Chegg, Inc., sells educational products and services directly to high school and college students. That includes renting textbooks, guiding customers in their search for scholarships, and offering online tutoring. But according to the FTC, the ed tech company’s lax security practices resulted in four separate data breaches in a span of just a few years, leading to the misappropriation of personal information about approximately 40 million consumers. The FTC complaint and some notable provisions in the proposed settlement suggest that it’s time for a data security refresher course at Chegg. Are there lessons your company can learn from where the FTC says Chegg failed to make the grade?
In the course of its business, California-based Chegg collected a treasure trove of personal information about many of its customers, including their religious affiliation, heritage, date of birth, sexual orientation, disabilities, and parents’ income. Even the Chegg employee in charge of cybersecurity described the data gathered as part of its scholarship search service as “very sensitive.”
A key component of Chegg’s information technology infrastructure was Simple Storage Service (S3), a cloud storage service offered by Amazon Web Services (AWS) that Chegg used to store a substantial amount of customer and employee data. You’ll want to read the complaint for the details, but the FTC cites a number of examples of what Chegg did – and didn’t do – that were indicative of the company’s lax security practices. For example, the FTC alleges that:
- Chegg allowed employees and third-party contractors to access the S3 databases with a single access key that provided full administrative privileges over all information.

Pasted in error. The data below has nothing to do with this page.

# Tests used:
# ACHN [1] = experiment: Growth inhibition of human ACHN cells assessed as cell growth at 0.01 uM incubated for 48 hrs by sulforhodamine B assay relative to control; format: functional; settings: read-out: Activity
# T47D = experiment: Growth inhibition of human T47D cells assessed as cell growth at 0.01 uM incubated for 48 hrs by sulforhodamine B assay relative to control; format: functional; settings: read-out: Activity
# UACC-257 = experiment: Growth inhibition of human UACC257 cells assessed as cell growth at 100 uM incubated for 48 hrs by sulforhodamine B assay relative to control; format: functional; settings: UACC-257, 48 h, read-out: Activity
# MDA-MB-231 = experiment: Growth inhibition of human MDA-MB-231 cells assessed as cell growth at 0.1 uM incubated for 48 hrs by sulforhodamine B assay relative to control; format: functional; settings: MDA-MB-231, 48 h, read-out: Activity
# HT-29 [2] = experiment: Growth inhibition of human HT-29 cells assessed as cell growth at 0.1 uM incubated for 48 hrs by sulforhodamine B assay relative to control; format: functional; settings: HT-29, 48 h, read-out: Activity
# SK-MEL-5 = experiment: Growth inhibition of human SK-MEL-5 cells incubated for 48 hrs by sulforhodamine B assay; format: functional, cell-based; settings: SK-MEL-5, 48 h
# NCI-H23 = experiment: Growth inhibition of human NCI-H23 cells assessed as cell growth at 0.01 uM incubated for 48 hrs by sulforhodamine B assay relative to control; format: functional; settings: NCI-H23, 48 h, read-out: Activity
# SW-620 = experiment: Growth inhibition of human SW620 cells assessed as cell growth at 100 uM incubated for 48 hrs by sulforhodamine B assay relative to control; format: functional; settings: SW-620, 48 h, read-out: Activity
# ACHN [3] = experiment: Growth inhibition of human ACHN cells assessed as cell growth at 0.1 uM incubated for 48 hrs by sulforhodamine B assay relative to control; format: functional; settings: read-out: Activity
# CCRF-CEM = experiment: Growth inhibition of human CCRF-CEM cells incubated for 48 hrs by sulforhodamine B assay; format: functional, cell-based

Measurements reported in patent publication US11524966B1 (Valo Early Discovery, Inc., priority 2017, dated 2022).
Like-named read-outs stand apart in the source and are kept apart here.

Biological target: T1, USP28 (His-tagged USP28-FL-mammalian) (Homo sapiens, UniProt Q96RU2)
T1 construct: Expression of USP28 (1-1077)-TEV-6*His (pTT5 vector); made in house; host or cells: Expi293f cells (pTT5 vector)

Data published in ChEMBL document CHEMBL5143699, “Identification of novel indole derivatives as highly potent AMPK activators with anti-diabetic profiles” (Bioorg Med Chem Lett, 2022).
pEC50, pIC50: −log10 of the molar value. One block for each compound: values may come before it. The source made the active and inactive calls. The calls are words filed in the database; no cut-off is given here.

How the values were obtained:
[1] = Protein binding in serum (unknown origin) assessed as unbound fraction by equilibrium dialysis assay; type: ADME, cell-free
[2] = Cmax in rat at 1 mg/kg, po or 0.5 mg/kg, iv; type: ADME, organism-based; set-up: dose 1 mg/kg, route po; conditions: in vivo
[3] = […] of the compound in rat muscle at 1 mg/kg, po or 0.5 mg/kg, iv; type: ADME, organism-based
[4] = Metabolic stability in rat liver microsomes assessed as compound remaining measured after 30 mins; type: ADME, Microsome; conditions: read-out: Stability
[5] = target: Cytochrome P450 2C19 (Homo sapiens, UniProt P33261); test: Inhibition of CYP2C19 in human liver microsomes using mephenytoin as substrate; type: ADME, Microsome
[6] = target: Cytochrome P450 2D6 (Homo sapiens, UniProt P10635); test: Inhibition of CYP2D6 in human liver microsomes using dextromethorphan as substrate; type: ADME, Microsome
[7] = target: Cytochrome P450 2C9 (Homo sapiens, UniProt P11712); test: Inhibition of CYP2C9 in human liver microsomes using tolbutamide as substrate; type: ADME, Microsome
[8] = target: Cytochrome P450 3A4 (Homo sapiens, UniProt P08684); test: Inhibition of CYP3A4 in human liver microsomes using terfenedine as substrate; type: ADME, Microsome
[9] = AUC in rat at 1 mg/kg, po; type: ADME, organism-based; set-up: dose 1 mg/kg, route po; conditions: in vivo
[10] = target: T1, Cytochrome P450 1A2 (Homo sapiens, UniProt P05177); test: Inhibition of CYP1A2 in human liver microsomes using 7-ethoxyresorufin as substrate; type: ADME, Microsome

- Chegg didn’t require multi-factor authentication for account access to the S3 databases.
- Rather than encrypting the data, Chegg stored users’ and employees’ personal information in plain text.
- Until at least April 2018, Chegg “protected” passwords with outdated cryptographic hash functions.
- Until at least April 2020, Chegg failed to provide adequate data security training for employees and contractors.
- Chegg didn’t have processes in place for inventorying and deleting customers’ and employees’ personal information once there was no longer a business need to maintain it.
- Chegg failed to monitor its networks adequately for unauthorized attempts to sneak in and illegally transfer sensitive data out of its system.
Should it come as a surprise that the complaint also recounts four separate episodes that led to the illegal exposure of personal information? Incident #1 stemmed from Chegg employees falling for a phishing attack that allowed a data thief access to the employees’ direct deposit payroll information. Incident #2 involved a former contractor who used Chegg’s AWS credential to grab sensitive material from one of the company’s S3 databases – information that ultimately found its way onto a public website.
Then came Incident #3: a phishing attack that took in a senior Chegg executive and allowed the intruder to bypass the company’s multifactor email authentication system. Once in the executive’s email box, the intruder had access to personal information about consumers, including financial and medical information. In Incident #4, a senior employee responsible for payroll fell for another phishing attack, thereby giving the intruder access to the company’s payroll system. The intruder left with the W-2 information of approximately 700 current and former employees, including their birthdates and Social Security numbers.